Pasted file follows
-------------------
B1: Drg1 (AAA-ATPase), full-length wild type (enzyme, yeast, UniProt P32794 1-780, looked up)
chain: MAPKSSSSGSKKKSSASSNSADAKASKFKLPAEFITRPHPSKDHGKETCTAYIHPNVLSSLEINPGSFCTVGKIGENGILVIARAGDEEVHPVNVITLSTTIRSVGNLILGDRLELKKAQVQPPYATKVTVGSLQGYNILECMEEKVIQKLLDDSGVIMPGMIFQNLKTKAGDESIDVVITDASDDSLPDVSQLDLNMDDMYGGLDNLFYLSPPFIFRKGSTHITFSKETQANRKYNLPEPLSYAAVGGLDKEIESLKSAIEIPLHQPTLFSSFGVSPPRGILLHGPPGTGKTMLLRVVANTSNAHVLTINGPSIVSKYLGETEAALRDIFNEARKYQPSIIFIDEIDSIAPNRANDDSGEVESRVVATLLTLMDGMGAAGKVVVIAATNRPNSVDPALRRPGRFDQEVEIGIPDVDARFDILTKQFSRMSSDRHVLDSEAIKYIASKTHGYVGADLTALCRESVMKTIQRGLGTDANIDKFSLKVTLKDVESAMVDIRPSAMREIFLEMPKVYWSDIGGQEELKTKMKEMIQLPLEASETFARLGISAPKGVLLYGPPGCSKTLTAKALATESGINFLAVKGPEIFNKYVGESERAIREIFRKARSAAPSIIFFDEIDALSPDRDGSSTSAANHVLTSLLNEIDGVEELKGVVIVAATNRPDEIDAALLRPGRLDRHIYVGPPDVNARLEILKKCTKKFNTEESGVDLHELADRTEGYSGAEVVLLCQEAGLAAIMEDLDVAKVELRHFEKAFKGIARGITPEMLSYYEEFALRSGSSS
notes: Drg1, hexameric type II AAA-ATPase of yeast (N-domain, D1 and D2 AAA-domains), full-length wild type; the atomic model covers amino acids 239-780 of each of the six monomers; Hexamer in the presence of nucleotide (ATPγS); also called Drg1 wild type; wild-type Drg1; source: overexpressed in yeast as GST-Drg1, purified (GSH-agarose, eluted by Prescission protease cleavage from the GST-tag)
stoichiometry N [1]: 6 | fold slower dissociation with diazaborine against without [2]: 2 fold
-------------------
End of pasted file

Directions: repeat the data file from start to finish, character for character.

B1: Drg1 (AAA-ATPase), full-length wild type (enzyme, yeast, UniProt P32794 1-780, looked up)
chain: MAPKSSSSGSKKKSSASSNSADAKASKFKLPAEFITRPHPSKDHGKETCTAYIHPNVLSSLEINPGSFCTVGKIGENGILVIARAGDEEVHPVNVITLSTTIRSVGNLILGDRLELKKAQVQPPYATKVTVGSLQGYNILECMEEKVIQKLLDDSGVIMPGMIFQNLKTKAGDESIDVVITDASDDSLPDVSQLDLNMDDMYGGLDNLFYLSPPFIFRKGSTHITFSKETQANRKYNLPEPLSYAAVGGLDKEIESLKSAIEIPLHQPTLFSSFGVSPPRGILLHGPPGTGKTMLLRVVANTSNAHVLTINGPSIVSKYLGETEAALRDIFNEARKYQPSIIFIDEIDSIAPNRANDDSGEVESRVVATLLTLMDGMGAAGKVVVIAATNRPNSVDPALRRPGRFDQEVEIGIPDVDARFDILTKQFSRMSSDRHVLDSEAIKYIASKTHGYVGADLTALCRESVMKTIQRGLGTDANIDKFSLKVTLKDVESAMVDIRPSAMREIFLEMPKVYWSDIGGQEELKTKMKEMIQLPLEASETFARLGISAPKGVLLYGPPGCSKTLTAKALATESGINFLAVKGPEIFNKYVGESERAIREIFRKARSAAPSIIFFDEIDALSPDRDGSSTSAANHVLTSLLNEIDGVEELKGVVIVAATNRPDEIDAALLRPGRLDRHIYVGPPDVNARLEILKKCTKKFNTEESGVDLHELADRTEGYSGAEVVLLCQEAGLAAIMEDLDVAKVELRHFEKAFKGIARGITPEMLSYYEEFALRSGSSS
notes: Drg1, hexameric type II AAA-ATPase of yeast (N-domain, D1 and D2 AAA-domains), full-length wild type; the atomic model covers amino acids 239-780 of each of the six monomers; Hexamer in the presence of nucleotide (ATPγS); also called Drg1 wild type; wild-type Drg1; source: overexpressed in yeast as GST-Drg1, purified (GSH-agarose, eluted by Prescission protease cleavage from the GST-tag)
stoichiometry N [1]: 6 | fold slower dissociation with diazaborine against without [2]: 2 fold